OAKLAND – With two chances to win one game in the NBA Finals and all summer to rest and rehab their injured and ailing bodies, it behooves Warriors coach Steve Kerr to make the move he typically avoids, with good reason.
It’s time to go small. To turn to the “Death Lineup,” which specializes his hyper-aggressive defense and transition offense, from the opening tip.
And that’s even if starting center Andrew Bogut, who sustained a sprained left knee in Game 4 on Monday night, were 100 percent.
With urgency increasing and the Warriors holding a 3-2 edge as they prepare for Game 6 Thursday at Cleveland, any alternative to the small lineup almost certainly will be less effective than, well, their most effective lineup of the past two seasons.
While Kerr surely is considering his options, he knows what works best. Festus Ezeli or Anderson Varejao would fill any size void left by Bogut, but neither can be expected to fill the production possibilities of Draymond Green at center.
[POOLE: Rewind: Sans Draymond, listless Warriors give Cavs hope]
After a league-mandated suspension forced Green to miss the Warriors’ 112-97 defeat in Game 5 on Monday, he will return for Game 6. He’ll be eager to make amends, even if he won’t second-guess his reaction to being flung to the floor and stepped over by Cavaliers star LeBron James in Game 4 in Cleveland.
Knowing his mentality, Green is determined to be the best player on the floor in Game 6.
And, frankly, there have been numerous games when Green undoubtedly was the Warriors’ best player. He arguably was in every Warriors victory in The Finals. Through five games, the Warriors are plus-53 when Green is at center, minus-44 when he is not.
“He’s their best defender,” Cavs coach Tyronn Lue said. “And I’ve said it all along that he is the best guy in the NBA as far as reading when to help, triple switches and kicking guys out of mismatches, knowing when to go and when not to go.
“He’s an underrated shot-blocker and he can guard one-through-five, so that can definitely help their defense.”
Defense is the foundation of the Death Lineup: Green at center, Harrison Barnes at power forward, Andre Iguodala at small forward, Klay Thompson at shooting guard and Steph Curry at point guard. The Warriors are at their quickest and most disruptive when this quintet is on the floor. It has become the most devastating lineup in the league.
Which is why Kerr occasionally is asked what keeps him from using this unit more than 15-20 minutes per game. It’s unsustainable, he says, because of the high-energy requirements. It asks far too much of those involved to expect it can be effective for 30-35 minutes per night.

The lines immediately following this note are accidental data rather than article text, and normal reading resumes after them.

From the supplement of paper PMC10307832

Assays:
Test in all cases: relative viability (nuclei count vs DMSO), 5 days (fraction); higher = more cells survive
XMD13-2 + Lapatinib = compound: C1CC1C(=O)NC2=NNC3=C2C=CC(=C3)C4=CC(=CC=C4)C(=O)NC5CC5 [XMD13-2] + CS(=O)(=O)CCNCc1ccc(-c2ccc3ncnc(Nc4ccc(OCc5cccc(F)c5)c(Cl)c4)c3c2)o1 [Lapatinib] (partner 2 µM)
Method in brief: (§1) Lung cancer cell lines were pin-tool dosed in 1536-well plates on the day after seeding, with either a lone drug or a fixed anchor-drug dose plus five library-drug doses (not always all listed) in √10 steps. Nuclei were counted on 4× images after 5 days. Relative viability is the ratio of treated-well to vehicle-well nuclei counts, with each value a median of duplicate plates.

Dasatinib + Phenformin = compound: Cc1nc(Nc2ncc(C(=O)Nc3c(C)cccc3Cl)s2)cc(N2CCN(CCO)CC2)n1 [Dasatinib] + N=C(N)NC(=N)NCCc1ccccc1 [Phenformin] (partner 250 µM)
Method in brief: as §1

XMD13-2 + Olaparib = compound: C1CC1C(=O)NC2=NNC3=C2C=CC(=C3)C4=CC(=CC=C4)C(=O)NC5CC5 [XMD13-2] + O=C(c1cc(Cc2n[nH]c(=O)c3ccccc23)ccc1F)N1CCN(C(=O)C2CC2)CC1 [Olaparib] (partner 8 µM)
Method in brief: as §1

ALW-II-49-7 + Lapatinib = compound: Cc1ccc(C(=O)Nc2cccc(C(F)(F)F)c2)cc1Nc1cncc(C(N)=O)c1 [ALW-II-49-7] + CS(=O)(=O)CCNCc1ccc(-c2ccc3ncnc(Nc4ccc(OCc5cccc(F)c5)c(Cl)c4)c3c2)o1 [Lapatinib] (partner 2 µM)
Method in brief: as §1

The Death Lineup, Kerr has concluded, cannot sustain its full intensity for the majority of an NBA game.
Kerr is right. The Death Lineup works like NFL special teams. It’s designed to bring a blast of high-velocity action for a brief period. In the NFL, it’s for punt and kickoff plays. In the NBA, with the Warriors, it’s for select minutes generally at the end of specific quarters.
[RATTO: LeBron, Kyrie shred Draymond-less Warriors in Cavs' Game 5 win]
Here’s the other component Green brings, and it’s one that looms particularly large with Bogut out: Green is the director of the small lineup.
The Warriors, players and coaches, cited poor communication as a reason for some of the easy buckets the Cavaliers scored in Game 5. Kerr said there was a lack of “talking on our switches.” Curry described Green as “our center fielder in the back” on defense.
“They were playing in a rhythm all night,” guard Shaun Livingston said of the Cavs in Game 5. “We just weren’t communicating defensively. Obviously, there’s a void there with him being out. But we can still be better.”
The idea of inserting Green as the starting center is not new. Kerr did exactly that in the 2015 NBA Finals, except the insertion of Iguodala into the startling lineup for Bogut after Game 3 was more dissected because of the obvious, and ultimately successful, attempt to neutralize the offensive arsenal of LeBron James. Iguodala also averaged 20.3 points over those final three games.
Green’s play in those games was nearly as important. Kerr is fully aware of that, and his comments after Game 5 indicated that he is acutely aware of his options.
“We’re in the same place we were last year, up 3-2, headed back to Cleveland,” Kerr said. “If you told me this before the series, I would have taken it.
“So we’re in a good spot.”